Monday, October 23, 2017

A Private Letter Concerning Ecumenism by Elder Paisios the Athonite


The Holy Mountain, January 23, 1969

Reverend Father Haralambos,

In as much as I see the great uproar which is happening in our Church because of the various movements of groups in favor of unification [of churches], as well as the interaction of the Oecumenical Patriarch with the Pope, I was pained as Her child, and considered it good, besides my prayers, to send a small thread (which I have as a poor monk), that it too may be used as a means of stitching together the multipart garment of our Mother. I know you will show love and share it only with your religious friends. Thank you.

First of all, I would like to ask forgiveness from everyone for being bold to write something when I am neither holy nor a theologian. I trust everyone will understand me, that my writing is nothing more than an expression of my deep pain for the unfortunate stance and worldly love of our father Patriarch Athenagoras.

It appears he loved another modern woman—which is called the Papist Church—because our Orthodox Mother has not made an impression on him at all, for She is so modest. This love, which was heard from Constantinople, caused a sensational impression of sorts among many Orthodox, who nowadays live in an environment of such meaningless love, in cities across the entire world. Moreover, this love is of the spirit of our age: the family will lose its divine meaning from just such kinds of love, which have as their aim breakup and not union.

With just such a worldly love the Patriarch takes us to Rome. While he should have shown love first to us his children and to our Mother Church, he unfortunately sent his love very far away. The result, it’s true, delighted the secular children who love the world—who have this worldly love—, but completely scandalized us, the children of Orthodoxy, young and old, who have fear of God.

With sadness I must write that among all the “unionists” I’ve met, never have I seen them to have either a drop or shred of spirituality. Nevertheless, they know how to speak about love and union while they themselves are not united with God, for they have not loved Him.

I would like tenderly to beseech all our unionist brothers: Since the issue of the union of the Churches is something spiritual, and we have need of spiritual love, let’s leave it to those who greatly love God and are [genuine] theologians, like the Fathers of the Church—not the legalists—who have offered up and continue to give themselves in service to the Church (instead of just buying big candles), and who were and are lit by the fire of love for God rather than by the lighter of the church sacristan...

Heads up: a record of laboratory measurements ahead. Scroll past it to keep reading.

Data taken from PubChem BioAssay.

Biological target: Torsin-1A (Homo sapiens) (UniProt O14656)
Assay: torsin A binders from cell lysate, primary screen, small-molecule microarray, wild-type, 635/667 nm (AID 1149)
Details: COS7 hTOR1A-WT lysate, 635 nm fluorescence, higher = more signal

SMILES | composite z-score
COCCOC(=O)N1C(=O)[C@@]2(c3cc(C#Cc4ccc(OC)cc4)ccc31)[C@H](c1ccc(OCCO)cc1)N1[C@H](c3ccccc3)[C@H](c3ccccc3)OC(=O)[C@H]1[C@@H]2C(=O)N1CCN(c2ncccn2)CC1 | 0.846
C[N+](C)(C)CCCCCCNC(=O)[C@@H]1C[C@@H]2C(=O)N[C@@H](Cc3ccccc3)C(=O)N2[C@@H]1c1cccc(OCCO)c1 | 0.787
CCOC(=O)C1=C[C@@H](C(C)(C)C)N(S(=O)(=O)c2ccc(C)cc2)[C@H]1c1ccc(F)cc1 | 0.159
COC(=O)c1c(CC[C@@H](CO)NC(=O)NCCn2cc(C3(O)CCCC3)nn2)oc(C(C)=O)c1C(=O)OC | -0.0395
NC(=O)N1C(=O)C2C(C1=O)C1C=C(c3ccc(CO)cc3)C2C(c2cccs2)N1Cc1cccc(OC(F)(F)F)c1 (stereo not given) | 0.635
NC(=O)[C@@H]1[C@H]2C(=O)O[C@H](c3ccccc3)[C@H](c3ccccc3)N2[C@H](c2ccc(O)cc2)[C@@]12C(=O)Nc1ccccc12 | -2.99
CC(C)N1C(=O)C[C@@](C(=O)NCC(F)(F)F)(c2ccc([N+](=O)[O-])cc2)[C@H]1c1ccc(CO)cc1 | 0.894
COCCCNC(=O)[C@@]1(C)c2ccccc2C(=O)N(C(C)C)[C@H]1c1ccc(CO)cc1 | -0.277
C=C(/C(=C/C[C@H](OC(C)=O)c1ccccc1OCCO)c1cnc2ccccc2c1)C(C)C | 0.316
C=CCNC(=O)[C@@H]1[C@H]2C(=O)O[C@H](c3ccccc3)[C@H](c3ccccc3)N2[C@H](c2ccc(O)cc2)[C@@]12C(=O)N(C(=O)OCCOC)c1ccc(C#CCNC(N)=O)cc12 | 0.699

We should recognize that there exist not only natural but also spiritual laws. Therefore, the future wrath of God is not averted by a convocation of sinners (for then we shall receive double the wrath), but by repentance and adherence to the commandments of the Lord.

Also, we should know well that our Orthodox Church does not have even one shortcoming. The only apparent insufficiency is the shortage of sober Hierarchs and Shepherds with a Patristic foundation. “Few are chosen.” This should not, however be upsetting. The Church is Christ’s Church, and He governs Her. It is not a Temple built by the pious from rocks, sand and mortar, which is then destroyed by the fire of barbarians; the Church is Christ Himself. “And whosoever shall fall on this Stone shall be broken: but on whomsoever it shall fall, it will grind him to powder.” (Matt. 21:44-45)

When He must needs, the Lord will bring forth the Mark of Ephesuses and Gregory Palamases, so as to bring together all our scandalized brethren, to confess the Orthodox Faith, to strengthen the Tradition, and to give great joy to our Mother, the Church.